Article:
Body Counts

Have some estimate of losses from the operations around Mosul. See: us-general-says-800-900-fighters-killed-mosul

This operations have been going on since Monday, October 17, so I am guessing they cover a 10 day or so period.

A few factoids:

  1. Up to 900 Islamic State fighters killed (source: Gen. Joseph Votel, who heads the U.S. Central Command).
  2. There are between 3,500 – 5,000 ISIL fighters in Mosul (I assume we have not really engaged them yet).
  3. Up to another 2,000 ISIL fighters in the broader area (I assume this is who they have been fighting).
  4. As of late Tuesday Iraq Army had lost 57 killed and 255 or so wounded.
  5. For the Kurdish Peshmerga the numbers are 30 killed and 70- 100 wounded.

Let me do a little back-of-the-envelope calculations here:

  1. 900 ISIL killed versus 87 allied killed = 10.3-to-1 exchange ratio. This seems high.
  2. Wounded-to-killed ratio Iraq Army = 4.47 wounded per killed (this seems low)
  3. Wounded-to-killed ratio Peshmerga = 3.33 wounded per killed (this seems low)
  4. Wounded-to-killed ratio ISIL…unknown, but with 900 killed then are there 1,800 are 2,700 wounded…or are there no wounded?
  5. If there are wounded, then if total ISIL casualties (killed, wounded and missing) are 2,700 – 3,600 and there are 2,000 ISIL fighters in the broader area…..then…….

The body count seems high. What appeared to be more relevant in Vietnam was the number of rifles and other personal weapons taken after the battle. The assumption was that most dead warriors left a weapon on the battlefield. Often the weapon count was less than half the estimated number of killed.

It appears that the estimate of 900 ISIL killed may be high and the Iraq Army and Peshmerga reports of wounded are low. This seems to happen a lot.

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Christopher A. Lawrence
Christopher A. Lawrence

Christopher A. Lawrence is a professional historian and military analyst. He is the Executive Director and President of The Dupuy Institute, an organization dedicated to scholarly research and objective analysis of historical data related to armed conflict and the resolution of armed conflict. The Dupuy Institute provides independent, historically-based analyses of lessons learned from modern military experience.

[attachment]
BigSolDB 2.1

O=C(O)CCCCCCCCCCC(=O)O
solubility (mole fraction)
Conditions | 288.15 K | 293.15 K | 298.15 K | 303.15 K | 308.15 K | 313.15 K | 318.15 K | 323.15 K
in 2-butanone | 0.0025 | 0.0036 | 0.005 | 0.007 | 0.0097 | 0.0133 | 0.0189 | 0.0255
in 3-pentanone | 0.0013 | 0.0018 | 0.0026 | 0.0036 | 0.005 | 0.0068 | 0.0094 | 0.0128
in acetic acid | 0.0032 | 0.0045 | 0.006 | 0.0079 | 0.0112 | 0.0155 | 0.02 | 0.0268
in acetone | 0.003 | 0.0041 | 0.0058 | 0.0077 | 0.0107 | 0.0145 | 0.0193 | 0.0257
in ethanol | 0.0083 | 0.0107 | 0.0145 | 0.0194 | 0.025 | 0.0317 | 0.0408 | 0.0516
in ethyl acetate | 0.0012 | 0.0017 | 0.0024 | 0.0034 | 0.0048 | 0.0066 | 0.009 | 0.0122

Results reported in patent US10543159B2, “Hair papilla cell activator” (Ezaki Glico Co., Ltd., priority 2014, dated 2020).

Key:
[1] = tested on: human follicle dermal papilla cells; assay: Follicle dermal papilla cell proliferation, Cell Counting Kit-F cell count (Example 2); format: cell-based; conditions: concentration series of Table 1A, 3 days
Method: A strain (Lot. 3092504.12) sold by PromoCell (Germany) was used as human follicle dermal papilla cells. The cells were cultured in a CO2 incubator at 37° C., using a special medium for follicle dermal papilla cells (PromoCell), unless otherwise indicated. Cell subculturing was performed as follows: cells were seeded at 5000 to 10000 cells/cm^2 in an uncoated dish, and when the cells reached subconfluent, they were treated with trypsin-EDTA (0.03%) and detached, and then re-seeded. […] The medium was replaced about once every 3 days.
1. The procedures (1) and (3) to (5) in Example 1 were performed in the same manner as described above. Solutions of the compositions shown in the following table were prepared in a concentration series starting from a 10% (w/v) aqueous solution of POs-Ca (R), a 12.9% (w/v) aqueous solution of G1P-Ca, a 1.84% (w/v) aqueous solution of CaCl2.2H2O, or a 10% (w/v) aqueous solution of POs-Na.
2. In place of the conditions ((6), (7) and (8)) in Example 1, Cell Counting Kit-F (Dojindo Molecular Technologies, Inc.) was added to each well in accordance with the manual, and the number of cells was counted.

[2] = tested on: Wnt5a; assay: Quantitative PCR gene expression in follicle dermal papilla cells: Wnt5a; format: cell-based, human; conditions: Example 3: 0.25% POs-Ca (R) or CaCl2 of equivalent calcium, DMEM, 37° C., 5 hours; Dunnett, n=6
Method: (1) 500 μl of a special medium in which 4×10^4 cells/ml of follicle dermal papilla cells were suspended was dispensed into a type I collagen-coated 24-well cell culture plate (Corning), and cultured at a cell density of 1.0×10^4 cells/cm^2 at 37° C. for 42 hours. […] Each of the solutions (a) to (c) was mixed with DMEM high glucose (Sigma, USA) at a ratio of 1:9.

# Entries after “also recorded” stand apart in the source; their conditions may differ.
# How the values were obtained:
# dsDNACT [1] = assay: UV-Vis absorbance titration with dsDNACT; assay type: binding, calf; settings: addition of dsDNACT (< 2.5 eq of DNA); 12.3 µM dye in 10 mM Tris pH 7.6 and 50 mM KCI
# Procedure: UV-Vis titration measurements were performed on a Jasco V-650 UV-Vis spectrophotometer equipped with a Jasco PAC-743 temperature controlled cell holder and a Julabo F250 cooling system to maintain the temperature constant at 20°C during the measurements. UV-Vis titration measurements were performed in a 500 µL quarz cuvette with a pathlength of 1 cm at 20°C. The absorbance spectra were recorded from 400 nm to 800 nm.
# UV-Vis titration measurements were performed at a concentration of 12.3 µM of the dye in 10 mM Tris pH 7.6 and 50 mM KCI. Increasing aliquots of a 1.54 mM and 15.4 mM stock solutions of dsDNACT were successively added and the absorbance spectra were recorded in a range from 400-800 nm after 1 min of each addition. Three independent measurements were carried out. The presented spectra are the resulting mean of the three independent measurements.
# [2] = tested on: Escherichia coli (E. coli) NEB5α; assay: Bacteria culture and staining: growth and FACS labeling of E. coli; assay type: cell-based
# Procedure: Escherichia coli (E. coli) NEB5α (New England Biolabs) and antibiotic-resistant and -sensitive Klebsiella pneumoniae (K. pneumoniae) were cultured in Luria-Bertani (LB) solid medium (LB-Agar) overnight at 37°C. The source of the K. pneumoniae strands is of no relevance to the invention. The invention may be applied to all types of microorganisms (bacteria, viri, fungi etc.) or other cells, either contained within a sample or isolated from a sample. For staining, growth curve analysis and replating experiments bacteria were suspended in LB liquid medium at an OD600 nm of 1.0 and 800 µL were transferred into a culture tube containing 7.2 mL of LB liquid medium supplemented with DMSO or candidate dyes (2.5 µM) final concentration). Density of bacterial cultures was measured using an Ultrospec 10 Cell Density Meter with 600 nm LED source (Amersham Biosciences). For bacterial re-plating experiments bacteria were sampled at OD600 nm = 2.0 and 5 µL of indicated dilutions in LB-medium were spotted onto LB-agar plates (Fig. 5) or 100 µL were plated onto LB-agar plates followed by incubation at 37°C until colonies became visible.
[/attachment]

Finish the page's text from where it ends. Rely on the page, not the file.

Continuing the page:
Mr. Lawrence was the program manager for the Ardennes Campaign Simulation Data Base, the Kursk Data Base, the Modern Insurgency Spread Sheets and for a number of other smaller combat data bases. He has participated in casualty estimation studies (including estimates for Bosnia and Iraq) and studies of air campaign modeling, enemy prisoner of war capture rates, medium weight armor, urban warfare, situational awareness, counterinsurgency and other subjects for the U.S. Army, the Defense Department, the Joint Staff and the U.S. Air Force. He has also directed a number of studies related to the military impact of banning antipersonnel mines for the Joint Staff, Los Alamos National Laboratories and the Vietnam Veterans of American Foundation.
His published works include papers and monographs for the Congressional Office of Technology Assessment and the Vietnam Veterans of American Foundation, in addition to over 40 articles written for limited-distribution newsletters and over 60 analytical reports prepared for the Defense Department. He is the author of Kursk: The Battle of Prokhorovka (Aberdeen Books, Sheridan, CO., 2015), America’s Modern Wars: Understanding Iraq, Afghanistan and Vietnam (Casemate Publishers, Philadelphia & Oxford, 2015), War by Numbers: Understanding Conventional Combat (Potomac Books, Lincoln, NE., 2017) , The Battle of Prokhorovka (Stackpole Books, Guilford, CT., 2019), The Battle for Kyiv (Frontline Books, Yorkshire, UK, 2023), Aces at Kursk (Air World, Yorkshire, UK, 2024), Hunting Falcon: The Story of WWI German Ace Hans-Joachim Buddecke (Air World, Yorkshire, UK, 2024) and The Siege of Mariupol (Frontline Books, Yorkshire, UK, 2024).
Mr. Lawrence lives in northern Virginia, near Washington, D.C., with his wife and son.

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